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Should You Consume Pre-Workout Supplements?

Best Pre Workout Supplements

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Pre-workout supplements are advertised to increase energy and improve exercise performance. TikTok trends claim that “dry scooping”–taking supplements without water–helps the body absorb them faster. What is the evidence for or against such claims?

Because these supplements are not regulated by the FDA, it’s difficult to be certain exactly what they contain. Pre-workout supplements typically consist of protein building blocks (creatine and beta-alanine), vitamins, nutrients, and a notable dose of caffeine. Creatine is theorized to increase focus and beta-alanine to an energy boost. Caffeine can increase heart rate and blood flow. On the basis of a few low-quality studies, claims are made that these three main ingredients slightly enhance performance in extreme athletes but may not significantly impact individuals who exercise moderately (Ghose, 2015; Spillane, Schwarz, & Willoughby, 2014; Duncan et al., 2012).

Dry scooping is associated with a risk of inhaling the powder, with a potential for inflammation or infection. There may also be a risk for overconsumption of caffeine.

Used as directed, some of these supplements have as much caffeine as three cups of coffee. This high amount of caffeine, combined with a person’s daily coffee and soda consumption, can lead to nausea and shakiness. There may also be a small risk of heart rhythm problems.

An alternative to consuming pre-workout supplements may be healthy sources of energy such as whole, natural foods. Bananas and other fruits have carbohydrates that break down quickly and give us energy. Coffee is a familiar, safe, and readily available source of a caffeine energy boost. It’s healthy to develop good habits of diet and activity in all aspects of life, not just at the time of a workout.

It’s not clear whether consuming pre-workout supplements has more potential for benefit than for harm. If it holds some appeal for you, ensure the supplements have familiar ingredients and be cautious about your daily caffeine intake.


Does Avoiding Late Night Eating Support Weight Loss?

34 Tasty & Healthy Midnight Snack Ideas | Food For Net

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We are inundated with methods to lose weight and get into shape. One example is the claim that avoiding eating after 8 PM will help you lose weight or maintain a lower weight. However, this may not necessarily be true. 


Overall, the two main dietary aspects to focus on with regard to weight loss are caloric intake and macronutrient distribution. Caloric intake relates to the amount of total calories eaten during the day, and one’s recommended intake depends on factors like activity level and body type. Macronutrient distribution relates to the makeup of calories being eaten during the day. This organizes meals into categories of carbohydrates, fats, and proteins.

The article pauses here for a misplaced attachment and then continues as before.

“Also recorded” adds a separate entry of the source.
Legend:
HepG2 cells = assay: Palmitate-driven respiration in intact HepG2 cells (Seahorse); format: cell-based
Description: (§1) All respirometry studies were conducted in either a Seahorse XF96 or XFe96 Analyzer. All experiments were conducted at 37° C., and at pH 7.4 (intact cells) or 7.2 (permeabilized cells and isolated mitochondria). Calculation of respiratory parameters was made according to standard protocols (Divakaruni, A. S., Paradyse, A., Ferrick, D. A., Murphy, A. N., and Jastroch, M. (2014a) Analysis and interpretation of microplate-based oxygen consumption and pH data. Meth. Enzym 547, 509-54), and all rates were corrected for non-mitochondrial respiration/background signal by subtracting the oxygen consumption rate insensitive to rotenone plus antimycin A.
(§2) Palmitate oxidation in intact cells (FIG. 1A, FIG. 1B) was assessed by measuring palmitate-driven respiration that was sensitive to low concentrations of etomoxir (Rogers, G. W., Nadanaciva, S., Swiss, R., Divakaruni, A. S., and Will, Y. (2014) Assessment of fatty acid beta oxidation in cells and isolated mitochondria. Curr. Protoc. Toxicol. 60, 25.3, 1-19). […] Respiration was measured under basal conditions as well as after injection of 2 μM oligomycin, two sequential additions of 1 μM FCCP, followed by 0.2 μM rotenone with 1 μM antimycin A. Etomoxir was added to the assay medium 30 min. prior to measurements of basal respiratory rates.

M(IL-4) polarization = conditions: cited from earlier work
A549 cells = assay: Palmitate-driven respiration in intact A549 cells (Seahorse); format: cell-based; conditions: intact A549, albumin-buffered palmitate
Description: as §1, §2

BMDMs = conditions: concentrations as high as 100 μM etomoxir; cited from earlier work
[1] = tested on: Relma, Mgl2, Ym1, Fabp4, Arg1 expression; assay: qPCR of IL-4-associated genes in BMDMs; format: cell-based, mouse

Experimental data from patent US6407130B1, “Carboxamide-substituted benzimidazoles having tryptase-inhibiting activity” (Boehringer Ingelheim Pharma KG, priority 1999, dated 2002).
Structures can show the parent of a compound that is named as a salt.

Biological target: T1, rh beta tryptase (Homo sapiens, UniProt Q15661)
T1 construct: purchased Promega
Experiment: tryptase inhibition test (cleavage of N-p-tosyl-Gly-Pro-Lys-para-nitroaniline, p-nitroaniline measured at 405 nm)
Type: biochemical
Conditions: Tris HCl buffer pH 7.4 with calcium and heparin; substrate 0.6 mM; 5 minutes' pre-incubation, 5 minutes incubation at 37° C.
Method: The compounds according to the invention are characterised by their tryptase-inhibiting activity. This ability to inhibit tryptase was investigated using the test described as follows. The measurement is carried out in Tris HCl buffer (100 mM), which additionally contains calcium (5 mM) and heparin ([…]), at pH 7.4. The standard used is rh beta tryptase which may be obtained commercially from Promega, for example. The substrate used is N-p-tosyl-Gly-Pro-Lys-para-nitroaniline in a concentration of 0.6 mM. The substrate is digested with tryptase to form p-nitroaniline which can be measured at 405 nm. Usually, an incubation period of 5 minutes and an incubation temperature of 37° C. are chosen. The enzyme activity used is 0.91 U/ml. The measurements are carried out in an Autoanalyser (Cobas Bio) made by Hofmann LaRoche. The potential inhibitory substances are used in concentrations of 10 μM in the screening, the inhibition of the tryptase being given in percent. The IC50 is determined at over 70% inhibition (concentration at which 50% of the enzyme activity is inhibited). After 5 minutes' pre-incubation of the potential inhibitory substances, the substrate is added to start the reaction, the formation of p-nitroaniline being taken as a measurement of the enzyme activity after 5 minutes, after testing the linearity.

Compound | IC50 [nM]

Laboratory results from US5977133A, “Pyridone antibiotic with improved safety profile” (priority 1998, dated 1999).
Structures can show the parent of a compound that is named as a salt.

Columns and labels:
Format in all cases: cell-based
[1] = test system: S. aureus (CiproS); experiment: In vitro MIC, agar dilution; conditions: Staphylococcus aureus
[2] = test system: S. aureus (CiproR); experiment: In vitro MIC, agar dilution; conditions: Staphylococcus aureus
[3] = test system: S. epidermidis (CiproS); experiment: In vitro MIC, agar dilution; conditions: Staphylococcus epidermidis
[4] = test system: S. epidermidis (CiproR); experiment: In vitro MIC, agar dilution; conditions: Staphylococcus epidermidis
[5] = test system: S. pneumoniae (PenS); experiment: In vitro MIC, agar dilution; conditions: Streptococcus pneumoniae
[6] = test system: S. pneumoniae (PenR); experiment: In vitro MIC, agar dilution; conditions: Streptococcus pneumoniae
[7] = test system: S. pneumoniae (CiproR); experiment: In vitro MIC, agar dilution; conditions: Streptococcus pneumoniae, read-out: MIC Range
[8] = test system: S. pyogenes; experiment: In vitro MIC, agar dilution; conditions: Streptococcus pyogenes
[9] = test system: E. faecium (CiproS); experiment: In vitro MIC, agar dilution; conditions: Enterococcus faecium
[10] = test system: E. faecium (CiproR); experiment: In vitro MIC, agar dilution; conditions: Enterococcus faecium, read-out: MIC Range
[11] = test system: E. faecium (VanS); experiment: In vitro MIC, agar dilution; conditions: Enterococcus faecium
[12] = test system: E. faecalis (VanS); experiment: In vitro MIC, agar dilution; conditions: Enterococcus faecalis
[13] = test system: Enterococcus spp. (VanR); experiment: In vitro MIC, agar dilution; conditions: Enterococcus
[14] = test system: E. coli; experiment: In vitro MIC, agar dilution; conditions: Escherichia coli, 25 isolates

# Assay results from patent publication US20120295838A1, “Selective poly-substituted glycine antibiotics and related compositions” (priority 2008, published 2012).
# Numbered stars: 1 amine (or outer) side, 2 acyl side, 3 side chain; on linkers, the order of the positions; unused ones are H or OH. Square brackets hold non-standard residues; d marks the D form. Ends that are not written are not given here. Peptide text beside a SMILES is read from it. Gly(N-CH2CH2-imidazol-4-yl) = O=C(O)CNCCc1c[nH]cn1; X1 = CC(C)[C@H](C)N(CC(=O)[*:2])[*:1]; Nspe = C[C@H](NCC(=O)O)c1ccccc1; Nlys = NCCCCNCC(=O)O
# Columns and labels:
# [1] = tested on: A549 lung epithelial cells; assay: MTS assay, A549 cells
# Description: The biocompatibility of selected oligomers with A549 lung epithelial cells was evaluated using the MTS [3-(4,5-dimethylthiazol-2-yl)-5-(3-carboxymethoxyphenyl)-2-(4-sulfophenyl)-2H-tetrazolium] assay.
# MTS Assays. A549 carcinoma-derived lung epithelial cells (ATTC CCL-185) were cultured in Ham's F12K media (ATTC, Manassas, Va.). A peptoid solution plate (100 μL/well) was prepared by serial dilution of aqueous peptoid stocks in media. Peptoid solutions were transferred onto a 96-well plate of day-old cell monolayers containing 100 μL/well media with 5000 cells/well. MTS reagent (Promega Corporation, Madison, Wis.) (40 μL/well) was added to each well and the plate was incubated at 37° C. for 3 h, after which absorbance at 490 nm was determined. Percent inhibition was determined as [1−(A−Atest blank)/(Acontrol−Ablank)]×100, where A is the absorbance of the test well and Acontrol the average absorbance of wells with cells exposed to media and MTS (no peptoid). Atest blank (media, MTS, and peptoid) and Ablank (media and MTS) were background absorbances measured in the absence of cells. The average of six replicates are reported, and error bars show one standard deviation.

Intuitively, it seems like these aspects along with physical activity are the most important factors to effectively lose weight. Why would the timing of the meals matter as long as you eat the correct caloric intake and macronutrient distribution?


Some research  suggests there is a circadian clock (24-hour cycle) in adipose tissue, or body fat. The way the body burns fat may change throughout the day. It is postulated that the timing of meals can influence whether the adipose tissue stores fat or mobilizes fat to be burned. Supporters of this concept cite studies finding that late eaters lost significantly less weight than early eaters controlling for calorie intake and activity. There are other possible explanations for the findings.  There may be genetic variations in fat metabolism that are associated with late eating or a higher susceptibility to obesity. And there is some evidence that late eaters tend to eat foods with more calories and a lower nutritional value.  


When aiming for a healthy weight, the most important principle is limited calorie intake.  The importance of other factors, such as timing of an evening meal, are more difficult to sort out. 


Garaulet M, Gómez-Abellán P, Alburquerque-Béjar JJ, et al. Timing of food intake predicts weight loss effectiveness. International Journal of Obesity (2005). 2013 Apr;37(4):604-611. DOI: 10.1038/ijo.2012.229. PMID: 23357955; PMCID: PMC3756673.

Does weight training stunt growth?

In a Hurry? Try Express Weight Training - The New York Times

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Adolescents and pre-adolescents may start thinking about taking up weight training. You may have heard rumors that weight training can stunt growth. 


The concern is that weight training can injure the areas of the bone that grow (the growth plates) and limit stature. There is no evidence that high-impact sports like gymnastics, soccer, football, and basketball harm growth plates. The same is true for weight training. 


There is a risk of injury from lifting more weight than one can control. In other words, the weights and machines can cause direct blunt trauma. But in general, the health benefits of lifting weights outweigh the risks. Weight training can improve strength, confidence, coordination, psychological well-being, and healthy weight. Weight training strengthens bones, muscles, ligaments, and tendons, thereby decreasing the risk of injury to these structures. 


The key is understanding how to safely lift heavy weights and the potential dangers of a weight room.